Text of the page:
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Like David Petraeus, Paula Broadwell exudes ambition, achievement

By Pam Kelley and Mark Washburn, The Charlotte Observer (MCT) Published: November 11, 2012

To finish the book last fall in Charlotte, she often kept a grueling schedule. During the editing process, she said in an earlier Observer interview, she would go to bed at 2 a.m. and be up by 4 a.m.

Once the book was published in January, Broadwell traveled the country doing media interviews and talks. And her fashionable look fit no Army officer stereotype. She favored sleeveless outfits that showed off toned, muscular arms.

The 400-page biography is a flattering portrait of the general.

When she appeared on “The Daily Show with Jon Stewart,” Stewart joked, “I mean the most controversial thing is, is he awesome, or incredibly awesome?”

On that same show, she challenged Stewart to a push-up contest to raise money for wounded warriors. She slipped off her high heels, dropped to the floor and pounded out 60 push-ups, besting his 38. He donated $20,000 to a veterans' organization Broadwell supports.

In September, Broadwell once again called on Stewart, who was in Charlotte for the Democratic National Convention, to raise money for wounded veterans. In 24 hours, Broadwell, her husband and friends threw together a fundraising barbecue for about 200 people at a Myers Park neighborhood home, with Stewart as guest of honor.

After publishing her book, Broadwell had said one of her next tasks was to finish her dissertation. Petraeus was serving as an adviser. She had described the 60-year-old general to the Observer as a mentor, adding that “he makes me read books that he read when he was young.”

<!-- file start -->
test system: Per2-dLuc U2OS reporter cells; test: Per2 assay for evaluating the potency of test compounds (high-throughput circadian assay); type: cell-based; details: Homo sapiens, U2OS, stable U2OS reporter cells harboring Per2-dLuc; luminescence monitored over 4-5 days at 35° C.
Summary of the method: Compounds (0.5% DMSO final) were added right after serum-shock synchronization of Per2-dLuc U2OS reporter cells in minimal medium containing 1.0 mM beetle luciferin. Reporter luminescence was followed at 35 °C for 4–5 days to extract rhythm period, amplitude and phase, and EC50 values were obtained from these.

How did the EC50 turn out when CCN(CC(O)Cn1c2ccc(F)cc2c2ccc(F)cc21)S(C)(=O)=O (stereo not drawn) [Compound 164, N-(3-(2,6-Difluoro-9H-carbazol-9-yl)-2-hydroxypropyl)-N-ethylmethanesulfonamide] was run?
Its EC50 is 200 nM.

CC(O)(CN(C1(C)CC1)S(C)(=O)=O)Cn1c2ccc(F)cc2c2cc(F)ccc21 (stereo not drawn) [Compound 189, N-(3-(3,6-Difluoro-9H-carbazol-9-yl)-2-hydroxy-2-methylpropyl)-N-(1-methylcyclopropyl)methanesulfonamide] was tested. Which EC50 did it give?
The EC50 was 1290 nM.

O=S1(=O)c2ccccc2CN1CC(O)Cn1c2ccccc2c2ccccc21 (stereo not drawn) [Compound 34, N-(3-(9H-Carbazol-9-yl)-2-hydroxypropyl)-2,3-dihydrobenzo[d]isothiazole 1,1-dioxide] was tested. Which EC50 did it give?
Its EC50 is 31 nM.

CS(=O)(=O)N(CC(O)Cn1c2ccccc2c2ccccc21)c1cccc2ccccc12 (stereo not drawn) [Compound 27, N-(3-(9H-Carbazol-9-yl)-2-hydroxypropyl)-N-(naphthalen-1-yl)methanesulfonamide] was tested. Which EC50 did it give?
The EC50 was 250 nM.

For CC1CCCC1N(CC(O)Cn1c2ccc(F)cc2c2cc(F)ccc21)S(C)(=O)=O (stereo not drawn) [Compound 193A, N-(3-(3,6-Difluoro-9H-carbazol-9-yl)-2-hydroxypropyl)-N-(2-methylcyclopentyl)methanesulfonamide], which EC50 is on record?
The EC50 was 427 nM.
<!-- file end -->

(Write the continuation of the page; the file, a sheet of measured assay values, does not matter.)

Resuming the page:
She also continued her fitness regimen. In September, when the Observer asked for nominations for the fittest people in Charlotte, a friend nominated her, noting that the 5-foot-8, 133-pound Broadwell made 20-mile bike rides, ran six to eight miles three times a week and lifted weights.

And her body fat? A lean 13 percent.

Broadwell has continued to work on behalf of wounded warriors, too.

She has served as an advisory board member of the Carolinas Freedom Foundation, which honors veterans.

In October, she attended the Honor the Warriors Bike Ride in Mint Hill, which featured national USO president Sloan Gibson and was organized by the Charlotte-based Military Family LifeStyle Charitable Foundation.

A week ago, she spoke at a benefit for Patriot Charities, a nonprofit supporting wounded warriors in the Carolinas.

Until last week, Broadwell seemed to be a woman who could do anything. Even her Linkedln profile exuded an uber-competence, listing her interests as surfing, kickboxing, wine tasting, foreign affairs and small arms marksmanship, among other things.

As of Saturday, she had become the talk of the nation, but not for her many achievements. Her name was the No. 1 search term on Google, with more than a million inquiries since Friday, twice the number of No. 2 Mike Brown, who was just fired as Los Angeles Lakers coach, and 10 times the number for No. 3 Selena Gomez, who just broke up with Justin Bieber.

Sales of her book have also skyrocketed. On Friday, the Amazon book sales ranking for “All In” was languishing around No. 126,000. By Saturday afternoon, it had climbed to No. 83.

Broadwell has said that she's donating a portion of her book profits to two organizations that serve wounded soldiers.

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